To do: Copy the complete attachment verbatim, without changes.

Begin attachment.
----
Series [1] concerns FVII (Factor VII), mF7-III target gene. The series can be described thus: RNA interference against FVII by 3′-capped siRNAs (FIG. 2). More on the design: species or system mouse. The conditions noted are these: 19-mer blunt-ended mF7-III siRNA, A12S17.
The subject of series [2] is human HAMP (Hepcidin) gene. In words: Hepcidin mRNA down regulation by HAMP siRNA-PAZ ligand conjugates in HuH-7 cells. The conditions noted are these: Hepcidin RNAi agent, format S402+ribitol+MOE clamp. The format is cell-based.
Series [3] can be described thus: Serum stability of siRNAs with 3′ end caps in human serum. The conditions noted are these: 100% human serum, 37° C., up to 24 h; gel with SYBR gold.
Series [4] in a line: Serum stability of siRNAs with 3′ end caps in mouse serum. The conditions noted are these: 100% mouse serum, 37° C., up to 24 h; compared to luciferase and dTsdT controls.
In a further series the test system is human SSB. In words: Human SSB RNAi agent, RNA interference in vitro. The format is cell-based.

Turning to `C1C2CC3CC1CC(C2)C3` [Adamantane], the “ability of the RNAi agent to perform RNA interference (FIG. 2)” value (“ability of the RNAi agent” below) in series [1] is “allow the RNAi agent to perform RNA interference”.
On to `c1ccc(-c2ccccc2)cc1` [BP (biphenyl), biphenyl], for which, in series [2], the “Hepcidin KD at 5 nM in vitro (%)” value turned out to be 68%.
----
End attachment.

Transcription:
Series [1] concerns FVII (Factor VII), mF7-III target gene. The series can be described thus: RNA interference against FVII by 3′-capped siRNAs (FIG. 2). More on the design: species or system mouse. The conditions noted are these: 19-mer blunt-ended mF7-III siRNA, A12S17.
The subject of series [2] is human HAMP (Hepcidin) gene. In words: Hepcidin mRNA down regulation by HAMP siRNA-PAZ ligand conjugates in HuH-7 cells. The conditions noted are these: Hepcidin RNAi agent, format S402+ribitol+MOE clamp. The format is cell-based.
Series [3] can be described thus: Serum stability of siRNAs with 3′ end caps in human serum. The conditions noted are these: 100% human serum, 37° C., up to 24 h; gel with SYBR gold.
Series [4] in a line: Serum stability of siRNAs with 3′ end caps in mouse serum. The conditions noted are these: 100% mouse serum, 37° C., up to 24 h; compared to luciferase and dTsdT controls.
In a further series the test system is human SSB. In words: Human SSB RNAi agent, RNA interference in vitro. The format is cell-based.

Turning to `C1C2CC3CC1CC(C2)C3` [Adamantane], the “ability of the RNAi agent to perform RNA interference (FIG. 2)” value (“ability of the RNAi agent” below) in series [1] is “allow the RNAi agent to perform RNA interference”.
On to `c1ccc(-c2ccccc2)cc1` [BP (biphenyl), biphenyl], for which, in series [2], the “Hepcidin KD at 5 nM in vitro (%)” value turned out to be 68%.